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    Question: If x_{n} is a convergent real sequence with limit L, where x_{n}\neq 0, \enspace \forall n\in\mathbb{N}. Show that \frac{1}{x_{n}} is convergent with limit \frac{1}{L}

    Would it be valid to write the following?

    For x_{n} to be convergent with limit L we must have that \forall \epsilon > 0  \enspace \exists N\in\mathbb{N}: |x_{n}-L|<\epsilon \enspace \forall n>N.

    Suppose that we define \delta = \epsilon |x_{n}L| then |x_{n}-L|<\delta = \epsilon |x_{n}L| so \frac{|x_{n}-L|}{|x_{n}L|}<\epsilon.

    Thus we have that |\frac{1}{L}-\frac{1}{x_{n}}|=|\frac{1}{x_{n}  }-\frac{1}{L}|<\epsilon.

    As required.


    I feel slightly uneasy about dividing by x_{n}. Is this allowed?

    Any help is appreciated
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    You write "Suppose that we define delta ..." but I'm at a loss to what you think this *does*? Certainly defining it isn't enough to decide that |x_n - L| is less than it.
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    (Original post by DFranklin)
    You write "Suppose that we define delta ..." but I'm at a loss to what you think this *does*? Certainly defining it isn't enough to decide that |x_n - L| is less than it.
    I have just realised this is terribly unclear. I don't really know what I meant by it. Here is hopefully a more clear (attempted) explanation.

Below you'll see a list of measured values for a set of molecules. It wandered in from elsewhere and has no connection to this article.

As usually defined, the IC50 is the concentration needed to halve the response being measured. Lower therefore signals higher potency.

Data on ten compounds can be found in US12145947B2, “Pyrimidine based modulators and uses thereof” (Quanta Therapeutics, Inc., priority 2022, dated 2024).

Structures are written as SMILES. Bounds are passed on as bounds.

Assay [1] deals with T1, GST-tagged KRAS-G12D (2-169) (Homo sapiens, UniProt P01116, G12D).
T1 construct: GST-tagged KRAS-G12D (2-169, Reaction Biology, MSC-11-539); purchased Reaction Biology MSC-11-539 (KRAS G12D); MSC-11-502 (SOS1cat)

For x_{n} to be convergent with limit L we must have that \forall \epsilon > 0 \enspace \exists N\in\mathbb{N}: |x_{n}-L|<\epsilon \enspace \forall n\geq N.

    Suppose that |x_{n}-L| < \epsilon |x_{n}L| \enspace \forall n\geq N then \frac{|x_{n}-L|}{|x_{n}L|}<\epsilon.

    Thus we have that |\frac{1}{L}-\frac{1}{x_{n}}|=|\frac{1}{x_{n}  }-\frac{1}{L}|<\epsilon, \enspace \forall n\geq N.
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    You can't suppose the thing your supposing. (I'm kind of puzzled how you thought you *could* suppose it).
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    Should there not be the requirement that L\not=0.

    x_n\not=0 isn't good enough.
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    (Original post by Cryptokyo)
    Suppose that |x_{n}-L| < \epsilon |x_{n}L|.
    Under what premises are you certain that this is true?
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    (Original post by ghostwalker)
    Should there not be the requirement that L\not=0.

    x_n\not=0 isn't good enough.
    Good point.
 
 
 
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Updated: November 12, 2017

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